On the following night (Feb. 12-13) I awoke suddenly from my first sleep, which appeared to have been very heavy, in the middle of a dream, in thinking of which I became suddenly confused by the contents of two other dreams that shuffled themselves abruptly between the parts of the first dream, and of which I couldn't grasp the origin. Whence come these dreams? I asked. They were close to me, and fresh, as if I had just dreamed them; and yet they were far away from the first dream.
The contents of the three had absolutely no connection. One had a cockney atmosphere, it had happened to some one in London. The other two were American. One involved the trying on of a coat (was this the dream I seemed to wake from?) the other was a sort of nightmare and had to do with soldiers. Each had a wholy distinct emotional atmosphere that made its indiviuality discontunuous with that of the others. And yet, in a moment as these three dreams alternately telescoped into and out of each other, and I seemed to myself to have been their common dreamer, they seemed quite as distinctly not to have been dreamed in succession, in that one sleep. When, then? Not on a previous night, either. When, then, and which was the one out of which I had just awakened? I could no longer tell: one was as close to me as the others, and yet they entirely repelled each other, and I seemed thus to belong to three different dream-systems at once, no one of which would connect itself either with the others or with my waking life.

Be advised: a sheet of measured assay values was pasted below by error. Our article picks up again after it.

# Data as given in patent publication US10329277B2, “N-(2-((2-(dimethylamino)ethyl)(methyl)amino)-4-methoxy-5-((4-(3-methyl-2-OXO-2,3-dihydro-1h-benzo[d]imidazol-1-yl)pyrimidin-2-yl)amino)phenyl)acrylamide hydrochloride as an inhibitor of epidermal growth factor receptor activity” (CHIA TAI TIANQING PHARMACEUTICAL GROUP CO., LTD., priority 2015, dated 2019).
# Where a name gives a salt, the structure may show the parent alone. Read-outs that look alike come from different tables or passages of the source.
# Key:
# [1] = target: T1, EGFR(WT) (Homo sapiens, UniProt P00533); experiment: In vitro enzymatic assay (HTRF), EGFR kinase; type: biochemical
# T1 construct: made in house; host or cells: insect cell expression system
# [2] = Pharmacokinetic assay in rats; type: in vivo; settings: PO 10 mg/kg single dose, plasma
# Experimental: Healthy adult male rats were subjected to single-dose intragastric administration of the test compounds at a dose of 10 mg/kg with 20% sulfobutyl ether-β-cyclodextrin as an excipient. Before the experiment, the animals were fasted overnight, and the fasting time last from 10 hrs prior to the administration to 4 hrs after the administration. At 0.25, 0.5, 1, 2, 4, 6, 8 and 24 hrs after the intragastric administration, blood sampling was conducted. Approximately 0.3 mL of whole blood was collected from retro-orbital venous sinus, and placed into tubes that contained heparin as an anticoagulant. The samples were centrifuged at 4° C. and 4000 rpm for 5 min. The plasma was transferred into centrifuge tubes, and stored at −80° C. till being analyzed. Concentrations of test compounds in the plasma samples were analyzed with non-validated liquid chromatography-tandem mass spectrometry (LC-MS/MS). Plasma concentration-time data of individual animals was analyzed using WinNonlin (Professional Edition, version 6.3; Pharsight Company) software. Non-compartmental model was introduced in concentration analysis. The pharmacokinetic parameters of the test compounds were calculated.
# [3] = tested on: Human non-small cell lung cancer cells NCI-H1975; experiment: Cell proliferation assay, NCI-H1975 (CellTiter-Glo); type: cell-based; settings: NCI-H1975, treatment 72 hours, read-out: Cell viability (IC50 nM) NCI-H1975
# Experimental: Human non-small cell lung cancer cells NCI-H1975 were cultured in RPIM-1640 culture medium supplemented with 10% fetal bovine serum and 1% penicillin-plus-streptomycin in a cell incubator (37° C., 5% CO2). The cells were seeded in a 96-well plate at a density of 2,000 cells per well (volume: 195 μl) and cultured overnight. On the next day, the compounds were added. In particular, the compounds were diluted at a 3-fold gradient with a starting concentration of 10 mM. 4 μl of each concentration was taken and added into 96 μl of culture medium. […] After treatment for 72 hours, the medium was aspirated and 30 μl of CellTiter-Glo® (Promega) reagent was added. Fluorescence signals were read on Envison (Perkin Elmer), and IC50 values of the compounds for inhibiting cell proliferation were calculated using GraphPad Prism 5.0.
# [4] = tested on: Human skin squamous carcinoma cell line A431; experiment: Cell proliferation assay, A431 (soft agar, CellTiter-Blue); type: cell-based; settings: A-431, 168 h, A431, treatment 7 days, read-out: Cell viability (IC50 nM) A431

I began to feel curiously confused and scared, and tried to wake myself up wider, but I seemed already wide-awake. Presently cold shivers of dread ran over me: am I getting into other people's dreams? Is this a 'telepathic' experience or an invasion of double (or treble) personality? Or is it a thrombus in a cortical artery? and the beginning of a general mental 'confusion' and disorientation which is going on to develop who knows how far?